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Preachers speak at Ferg Plaza

Deanne Winslett

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When John McGlone first walked onto the Ferguson Center Plaza on Wednesday morning with his “The King is Coming” hat, his “TRUST JESUS, HE HATES SIN, HEBREWS 1:9” sign and his fellow preacher, fewer than 10 people stayed around to listen. By lunch, they had garnered a larger audience.

The evangelist group from Kentucky does not identify itself with any denomination or serve as a representative for any already-established group.

“We don’t claim that,” McGlone, evangelist with PinPoint Evangelism, said. “We come here to represent Jesus Christ and the word of God and to proclaim it to the lost in the hopes that they might repent of their sin and become born again in the Holy Spirit. We travel all over the country doing this.”

The group set up on the plaza around 10:30 a.m. and began quoting scriptures from a black leatherbound New King James Version Bible.

McGlone said the group did not have a grounds use permit for their setup. He said he believed the grounds use permit is in direct violation of the United States Constitution, and he felt they did not need one despite the University’s standing policy on grounds use permits.

“Anybody can walk through this campus. There are no gates. It’s not private. You can’t treat your grounds use permits like it’s a private university, it’s inviting legal dispute,” he said.

“The Bible says go before the whole world, and that includes this campus – this campus is owned by my God. I don’t care who you say it belongs to, it’s owned by my God – my God said, ‘Go before the whole world and preach,’ and I’m going to come here and preach,” McGlone said. “I want to be reasonable. I don’t want to stir up a riot. I want the young people to be thoughtful. I want them to be calm so that we might have a civil discussion.”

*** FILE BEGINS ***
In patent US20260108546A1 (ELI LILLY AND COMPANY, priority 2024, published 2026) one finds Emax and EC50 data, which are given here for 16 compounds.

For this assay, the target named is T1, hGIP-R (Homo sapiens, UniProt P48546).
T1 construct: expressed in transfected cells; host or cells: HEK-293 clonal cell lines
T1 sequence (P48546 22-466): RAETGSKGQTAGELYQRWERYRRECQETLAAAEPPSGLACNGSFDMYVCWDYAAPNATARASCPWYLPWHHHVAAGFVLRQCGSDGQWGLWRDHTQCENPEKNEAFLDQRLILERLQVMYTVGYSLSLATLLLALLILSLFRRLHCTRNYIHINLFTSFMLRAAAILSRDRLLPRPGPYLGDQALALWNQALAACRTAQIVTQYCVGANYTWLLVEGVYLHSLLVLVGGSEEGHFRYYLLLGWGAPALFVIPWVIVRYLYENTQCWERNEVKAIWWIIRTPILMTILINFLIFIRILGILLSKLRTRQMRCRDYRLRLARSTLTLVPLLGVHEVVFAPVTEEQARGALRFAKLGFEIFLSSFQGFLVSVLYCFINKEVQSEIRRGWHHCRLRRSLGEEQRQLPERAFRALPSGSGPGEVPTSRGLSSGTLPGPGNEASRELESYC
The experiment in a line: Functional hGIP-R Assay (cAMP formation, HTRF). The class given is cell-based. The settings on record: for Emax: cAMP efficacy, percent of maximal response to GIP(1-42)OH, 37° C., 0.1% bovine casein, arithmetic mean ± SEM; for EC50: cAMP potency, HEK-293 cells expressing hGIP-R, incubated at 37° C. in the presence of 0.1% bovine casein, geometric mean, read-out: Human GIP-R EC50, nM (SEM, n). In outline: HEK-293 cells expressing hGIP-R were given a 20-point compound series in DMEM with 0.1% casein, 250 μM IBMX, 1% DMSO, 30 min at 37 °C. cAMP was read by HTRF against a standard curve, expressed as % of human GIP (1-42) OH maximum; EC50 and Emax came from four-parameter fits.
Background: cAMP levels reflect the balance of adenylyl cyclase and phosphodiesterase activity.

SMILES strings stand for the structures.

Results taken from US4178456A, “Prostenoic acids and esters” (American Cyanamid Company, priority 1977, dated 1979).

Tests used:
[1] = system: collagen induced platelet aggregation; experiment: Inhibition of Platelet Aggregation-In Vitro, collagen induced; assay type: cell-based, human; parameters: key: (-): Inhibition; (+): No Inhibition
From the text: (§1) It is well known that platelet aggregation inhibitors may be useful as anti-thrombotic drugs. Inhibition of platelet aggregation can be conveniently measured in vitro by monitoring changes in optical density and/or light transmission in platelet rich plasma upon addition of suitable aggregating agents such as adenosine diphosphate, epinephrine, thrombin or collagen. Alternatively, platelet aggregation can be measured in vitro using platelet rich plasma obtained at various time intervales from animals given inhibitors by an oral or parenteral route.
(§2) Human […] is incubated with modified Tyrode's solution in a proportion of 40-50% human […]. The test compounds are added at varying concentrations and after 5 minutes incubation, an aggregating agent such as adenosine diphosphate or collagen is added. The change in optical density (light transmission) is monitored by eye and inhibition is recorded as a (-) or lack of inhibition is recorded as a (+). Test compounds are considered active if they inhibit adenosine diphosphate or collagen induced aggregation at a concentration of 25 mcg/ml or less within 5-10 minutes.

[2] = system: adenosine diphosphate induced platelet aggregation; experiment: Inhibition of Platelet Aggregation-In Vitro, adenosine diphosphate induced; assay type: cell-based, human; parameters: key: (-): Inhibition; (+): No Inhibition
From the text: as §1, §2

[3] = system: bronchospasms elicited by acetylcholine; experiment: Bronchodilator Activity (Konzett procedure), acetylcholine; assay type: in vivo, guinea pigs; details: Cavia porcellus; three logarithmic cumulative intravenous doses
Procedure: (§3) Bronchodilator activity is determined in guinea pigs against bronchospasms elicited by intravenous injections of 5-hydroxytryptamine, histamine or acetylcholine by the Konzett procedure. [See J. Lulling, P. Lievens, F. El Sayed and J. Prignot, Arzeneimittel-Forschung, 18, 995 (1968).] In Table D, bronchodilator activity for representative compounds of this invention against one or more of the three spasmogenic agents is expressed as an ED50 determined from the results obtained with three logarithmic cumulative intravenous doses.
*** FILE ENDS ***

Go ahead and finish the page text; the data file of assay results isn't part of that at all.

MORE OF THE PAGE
(See also “SODEL discusses reform to UA grounds use policy“)

UA spokeswoman Cathy Andreen released the following emailed statement concerning the situation: “The organization contacted the University in advance and provided information about their planned visit. We notified them of University policies for using our grounds and facilities. UAPD officers were available in the area in case any issues arose. We are not aware of any complaints about the visit.”

McGlone said he did not intend to disrupt students’ learning or create a combative environment.

“I’m not here to disturb the educational process, but to enhance it,” he said.

Sam Gerard, a junior majoring in history, rushed to the Ferguson Plaza after seeing a post about the group on Facebook. He said he is concerned about the University’s lack of action regarding the group not having a grounds use permit.

“Honestly, it doesn’t seem like a religious institution’s place to be yelling this at students,” Gerard said. “He’s talking about free speech and when grounds use is such an issue on the campus, and yet honestly, he’s just openly doing this as someone who doesn’t even attend the institution.

“We should have some control over outsiders in this regard,” he said. “We shouldn’t just open up the campus to anybody who’s going to stand on a soap box and give a spiel.”

(See also “Anti-abortion activist visits campus in response to display removal“)

Kerrigan Skelly, the president and founder of PinPoint Evangelism, arrived around 2 p.m. and took over the preaching for the group. Less than 30 minutes after he arrived, a crowd of more than 30 students had gathered around him. Some watched casually, others criticized Skelly’s preaching from afar, and others started shouting back at him and creating posters of their own with messages such as “GOD LOVES EVERYONE.”

“My goal was to preach the gospel, the whole counsel of God, to as many people as possible and allow them with their own free will to respond the way they want to respond,” Skelly said.

“This reaction today was a little worse than we usually get, probably because the crowd was so big and they were probably amping each other up,” Skelly said.

The number of students gathered around Skelly grew as he continued to preach. Briana Bryant, a UA student majoring in journalism, said when she arrived at the plaza the crowd was “a giant angry mob.”

“We all felt persecuted and like he was coming at us offensively rather than trying to help us,” Bryant said. “Then he walked away from the center of the crowd and he came and he sat down, and it was a lot more civilized and we were a lot more willing to communicate with him rather than just defend ourselves.”

Bryant said she felt like Skelly needed to re-evaluate his methods.

“I think his tactics are very poor. If he wants people to follow him and believe what he’s saying, then he needs to come at it as if he’s on their side instead of casting down on them,” Bryant said.

McGlone said they intend to move on to The University of Alabama at Birmingham on Thursday.

(See also “March to Rose draws hundreds“)

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Preachers speak at Ferg Plaza